This article is a follow up on my previous one Nude vs Naked & Work in Progress.
In the article I was comparing my indoor and outdoor photographs and noting that the ones taken in my apartment are more unique. Read it here: https://www.lucie-photography.com/post/week-6-nude-vs-naked-work-in-progress
I have decided to combine the outdoor environment with props and style I normally use indoors. Last weekend I managed to do a first photo session focused on this idea. The photos as you see them look nothing like I originally imagined. I wanted to use a very plain environment (an empty or not too overgrown field) where I would set up my so called pedestal (an empty wine barrel) and throw a blanket over it. My original intention was to use a simple surrounding. The image would look cleaner and the pedestal (on which I would be posing) would be more visible. I planned to make myself look like a sculpture (abandoned sculpture in the nature).
I headed to the same location where I have already been before. However, I should have kept in mind that it might look completely different there a month later. It did - the plain field turned into a field heavily covered by crops and it was really unsuitable for executing my idea. Well, lesson learned.
There I was standing and thinking – time for improvisation!
Next to the crop field there was a field with wheat (perhaps?). It looked quite plain and I still wanted to use my wine barrel with the red blanket in the same way I planned. It did not work. With no surprise the blanket kept getting caught on top of the plants. I could not flatten the plants as I did not want to cause any damage to them. Instead I noticed that the blanket looked like it was levitating above the field. I came up with these poses that seemed to emphasise the setting of the props. I am quite pleased with the result – a body on a levitating blanket. These are the results:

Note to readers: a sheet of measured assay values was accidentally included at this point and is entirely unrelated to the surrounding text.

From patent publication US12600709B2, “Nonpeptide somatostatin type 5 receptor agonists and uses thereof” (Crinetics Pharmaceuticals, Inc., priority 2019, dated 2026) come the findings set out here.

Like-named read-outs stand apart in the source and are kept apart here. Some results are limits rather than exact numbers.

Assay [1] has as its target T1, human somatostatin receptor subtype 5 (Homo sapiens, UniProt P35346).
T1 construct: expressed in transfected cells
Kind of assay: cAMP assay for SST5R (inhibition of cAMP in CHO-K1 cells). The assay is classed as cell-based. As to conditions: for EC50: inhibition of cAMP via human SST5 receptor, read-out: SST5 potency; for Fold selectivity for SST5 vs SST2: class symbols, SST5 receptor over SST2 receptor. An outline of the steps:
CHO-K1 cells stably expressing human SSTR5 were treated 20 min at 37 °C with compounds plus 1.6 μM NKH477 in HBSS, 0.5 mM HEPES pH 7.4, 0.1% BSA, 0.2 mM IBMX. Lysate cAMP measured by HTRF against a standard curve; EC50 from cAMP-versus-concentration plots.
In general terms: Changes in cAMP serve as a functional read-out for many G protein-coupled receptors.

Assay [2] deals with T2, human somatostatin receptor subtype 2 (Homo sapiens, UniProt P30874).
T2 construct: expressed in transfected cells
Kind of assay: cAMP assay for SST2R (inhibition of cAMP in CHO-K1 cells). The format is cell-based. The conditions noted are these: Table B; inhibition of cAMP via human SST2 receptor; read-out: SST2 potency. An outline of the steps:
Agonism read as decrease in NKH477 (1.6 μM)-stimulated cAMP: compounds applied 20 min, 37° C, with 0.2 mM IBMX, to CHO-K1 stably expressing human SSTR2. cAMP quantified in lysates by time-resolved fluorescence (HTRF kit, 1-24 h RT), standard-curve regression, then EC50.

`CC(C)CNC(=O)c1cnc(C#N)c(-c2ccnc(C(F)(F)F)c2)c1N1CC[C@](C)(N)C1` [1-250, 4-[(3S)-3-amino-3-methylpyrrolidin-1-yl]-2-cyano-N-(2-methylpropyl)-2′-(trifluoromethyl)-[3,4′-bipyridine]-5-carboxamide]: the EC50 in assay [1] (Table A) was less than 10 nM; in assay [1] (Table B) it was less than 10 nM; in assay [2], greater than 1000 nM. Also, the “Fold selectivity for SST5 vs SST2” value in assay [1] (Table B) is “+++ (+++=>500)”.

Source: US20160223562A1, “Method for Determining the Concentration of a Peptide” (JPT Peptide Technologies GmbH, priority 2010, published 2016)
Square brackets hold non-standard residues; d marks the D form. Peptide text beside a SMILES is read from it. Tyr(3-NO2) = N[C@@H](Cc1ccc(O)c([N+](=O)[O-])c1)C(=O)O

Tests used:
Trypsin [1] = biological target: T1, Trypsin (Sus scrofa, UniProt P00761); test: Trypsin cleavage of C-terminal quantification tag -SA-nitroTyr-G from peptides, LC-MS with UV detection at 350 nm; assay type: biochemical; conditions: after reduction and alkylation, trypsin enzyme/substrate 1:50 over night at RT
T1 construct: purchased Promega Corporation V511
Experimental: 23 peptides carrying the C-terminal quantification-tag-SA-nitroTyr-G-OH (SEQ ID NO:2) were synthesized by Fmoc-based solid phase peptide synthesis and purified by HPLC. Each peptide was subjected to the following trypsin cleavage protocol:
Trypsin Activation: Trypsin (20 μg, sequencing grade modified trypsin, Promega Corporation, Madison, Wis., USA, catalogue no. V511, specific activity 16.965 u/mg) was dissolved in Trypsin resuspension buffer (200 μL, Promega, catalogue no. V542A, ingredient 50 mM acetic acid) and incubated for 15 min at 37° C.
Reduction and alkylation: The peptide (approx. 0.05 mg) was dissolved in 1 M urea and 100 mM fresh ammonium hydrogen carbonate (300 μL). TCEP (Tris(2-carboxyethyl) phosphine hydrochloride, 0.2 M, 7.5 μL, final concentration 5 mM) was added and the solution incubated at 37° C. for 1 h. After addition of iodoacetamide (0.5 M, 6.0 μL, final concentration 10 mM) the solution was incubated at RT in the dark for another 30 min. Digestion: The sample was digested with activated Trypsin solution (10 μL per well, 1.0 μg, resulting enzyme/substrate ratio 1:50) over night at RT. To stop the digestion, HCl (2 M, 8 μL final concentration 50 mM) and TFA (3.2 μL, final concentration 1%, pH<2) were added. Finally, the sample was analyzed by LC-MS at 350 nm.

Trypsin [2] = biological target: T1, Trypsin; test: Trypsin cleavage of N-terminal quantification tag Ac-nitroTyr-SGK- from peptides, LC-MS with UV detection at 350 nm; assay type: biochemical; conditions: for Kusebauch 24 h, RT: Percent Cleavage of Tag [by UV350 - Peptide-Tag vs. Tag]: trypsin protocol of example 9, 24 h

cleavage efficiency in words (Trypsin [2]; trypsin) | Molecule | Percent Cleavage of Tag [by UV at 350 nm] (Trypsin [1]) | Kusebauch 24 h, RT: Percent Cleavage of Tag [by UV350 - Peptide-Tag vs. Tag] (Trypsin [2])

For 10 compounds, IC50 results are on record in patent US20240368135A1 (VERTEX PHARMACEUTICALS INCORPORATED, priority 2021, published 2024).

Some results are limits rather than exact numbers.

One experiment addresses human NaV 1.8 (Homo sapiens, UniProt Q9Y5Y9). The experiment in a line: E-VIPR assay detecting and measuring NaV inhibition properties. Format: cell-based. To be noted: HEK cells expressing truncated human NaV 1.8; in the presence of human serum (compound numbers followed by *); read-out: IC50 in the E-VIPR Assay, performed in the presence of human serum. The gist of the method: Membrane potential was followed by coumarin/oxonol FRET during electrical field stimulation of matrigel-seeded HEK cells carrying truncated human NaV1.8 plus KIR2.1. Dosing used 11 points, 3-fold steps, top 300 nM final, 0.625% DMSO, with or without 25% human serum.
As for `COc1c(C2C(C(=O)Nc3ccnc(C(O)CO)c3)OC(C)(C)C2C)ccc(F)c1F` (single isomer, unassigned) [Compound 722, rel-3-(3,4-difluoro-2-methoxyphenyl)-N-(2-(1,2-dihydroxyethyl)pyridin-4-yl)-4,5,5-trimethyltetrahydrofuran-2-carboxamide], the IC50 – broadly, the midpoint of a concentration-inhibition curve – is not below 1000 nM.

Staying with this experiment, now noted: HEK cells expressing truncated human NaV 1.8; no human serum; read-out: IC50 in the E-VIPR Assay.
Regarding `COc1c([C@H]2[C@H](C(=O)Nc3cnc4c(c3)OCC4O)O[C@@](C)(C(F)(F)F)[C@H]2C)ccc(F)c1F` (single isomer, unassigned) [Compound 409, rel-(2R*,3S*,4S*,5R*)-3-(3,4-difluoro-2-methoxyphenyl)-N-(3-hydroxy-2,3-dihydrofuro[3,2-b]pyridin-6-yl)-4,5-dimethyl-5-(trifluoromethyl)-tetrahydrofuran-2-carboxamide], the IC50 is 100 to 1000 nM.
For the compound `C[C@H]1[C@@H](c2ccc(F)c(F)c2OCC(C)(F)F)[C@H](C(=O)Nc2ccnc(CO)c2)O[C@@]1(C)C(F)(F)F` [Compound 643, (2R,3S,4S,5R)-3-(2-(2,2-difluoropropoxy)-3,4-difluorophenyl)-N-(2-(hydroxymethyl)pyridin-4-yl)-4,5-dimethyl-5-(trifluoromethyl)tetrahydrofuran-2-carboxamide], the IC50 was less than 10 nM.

Lucie Nechanicka, 2020 These two photos are quite close to my original idea in terms of the style and posing. But as I mentioned it would look better if the surrounding was less ‚messy‘ and the blanket flatter.
Lucie Nechanicka, 2020 In this photograph (the right one) I was experimenting with my facial expressions. I have noticed that in the majority of my work I tend to repeat the same expression – as if I am not present and additionaly have my eyes closed. I will get back to this later.
Now I wanted to look more engaged. As if someone/something disturbed me and I looked around, rather unpleasantly surprised, to see the intruders and confront them.
Lucie Nechanicka, 2020 What is the reason behind me closing my eyes? First of all, I never know how to make my face look ‚good‘ in the photographs, I very often find my face funny and it ruins the whole picture. I figured out the easiest solution to get rid off the ‚funny face‘ is to close my eyes. Then the photographs have more dreamy appeal.
I also find it more bearable to look at myself in the photographs if the eyes are shut. Because I do not recognize me for myself as much as if the eyes are open. Therefore I feel less confronted by the sight of me.
Just to be clear – I am not ashamed of what I do. The reason I feel uncomfortable seeing the‚real me‘ in the photos might be rather something subconcious. Perhaps connected to self awareness and social expectations how people should look and act.
I like the ‚closed eyes‘ look, however, knowing I do it very often I decided to experiment with other facial expressions.
Lucie Nechanicka, 2019 In the last article I also mentioned that the creation process (the shoot itself) is equally important as the final result. I decided to start taking backstage photos of the shoot and display them alongside with the finished photos. For the viewers to experience the photo session in a similar way I did.
The first photo: Crack opening a can of cider is a good start of a photo session! (Yes, we cleaned up after ourselves!)
The second photo: My glorious return from the field as sun is hitting the horizon.
Backstage photographs, 2020